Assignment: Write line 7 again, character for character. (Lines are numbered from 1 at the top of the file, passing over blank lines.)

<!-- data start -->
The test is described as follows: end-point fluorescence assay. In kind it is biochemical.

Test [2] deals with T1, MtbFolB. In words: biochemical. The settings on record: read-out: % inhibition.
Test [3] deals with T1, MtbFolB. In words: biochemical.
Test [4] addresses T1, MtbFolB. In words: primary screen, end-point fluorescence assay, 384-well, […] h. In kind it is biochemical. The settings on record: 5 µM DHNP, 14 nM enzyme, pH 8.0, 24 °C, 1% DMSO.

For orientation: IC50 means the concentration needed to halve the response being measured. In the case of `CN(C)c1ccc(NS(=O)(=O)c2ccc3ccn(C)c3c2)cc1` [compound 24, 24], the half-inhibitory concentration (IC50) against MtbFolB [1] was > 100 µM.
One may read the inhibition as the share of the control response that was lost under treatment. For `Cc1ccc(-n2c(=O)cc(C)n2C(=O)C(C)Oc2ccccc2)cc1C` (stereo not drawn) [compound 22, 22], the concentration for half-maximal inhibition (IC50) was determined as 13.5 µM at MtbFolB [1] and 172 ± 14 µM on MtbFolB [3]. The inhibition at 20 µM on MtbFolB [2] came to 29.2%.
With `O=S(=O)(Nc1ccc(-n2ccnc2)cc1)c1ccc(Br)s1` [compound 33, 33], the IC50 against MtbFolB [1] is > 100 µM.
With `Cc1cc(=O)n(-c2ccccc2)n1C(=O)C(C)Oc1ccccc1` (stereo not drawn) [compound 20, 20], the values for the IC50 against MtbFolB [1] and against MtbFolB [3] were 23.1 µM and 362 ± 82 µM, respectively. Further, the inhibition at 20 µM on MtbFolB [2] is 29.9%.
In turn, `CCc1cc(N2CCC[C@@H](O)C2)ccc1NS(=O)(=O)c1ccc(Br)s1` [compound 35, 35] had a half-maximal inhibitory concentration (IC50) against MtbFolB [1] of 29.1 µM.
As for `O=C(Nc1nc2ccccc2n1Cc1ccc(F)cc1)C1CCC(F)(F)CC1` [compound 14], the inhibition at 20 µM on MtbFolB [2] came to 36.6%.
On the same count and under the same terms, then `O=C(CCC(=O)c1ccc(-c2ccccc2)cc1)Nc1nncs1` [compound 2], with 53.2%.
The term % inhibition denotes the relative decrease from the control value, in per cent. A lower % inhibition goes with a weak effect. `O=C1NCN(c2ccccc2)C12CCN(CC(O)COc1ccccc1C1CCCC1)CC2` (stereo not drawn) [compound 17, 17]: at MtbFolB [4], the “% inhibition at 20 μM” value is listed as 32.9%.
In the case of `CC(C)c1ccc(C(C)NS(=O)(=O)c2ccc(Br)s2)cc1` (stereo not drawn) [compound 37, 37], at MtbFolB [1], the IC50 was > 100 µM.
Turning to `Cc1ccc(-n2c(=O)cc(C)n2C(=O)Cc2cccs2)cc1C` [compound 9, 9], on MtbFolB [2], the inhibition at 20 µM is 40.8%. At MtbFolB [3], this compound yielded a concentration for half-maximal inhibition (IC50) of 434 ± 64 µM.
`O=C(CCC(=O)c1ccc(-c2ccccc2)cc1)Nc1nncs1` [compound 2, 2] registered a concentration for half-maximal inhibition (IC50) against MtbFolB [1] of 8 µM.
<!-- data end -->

With `O=S(=O)(Nc1ccc(-n2ccnc2)cc1)c1ccc(Br)s1` [compound 33, 33], the IC50 against MtbFolB [1] is > 100 µM.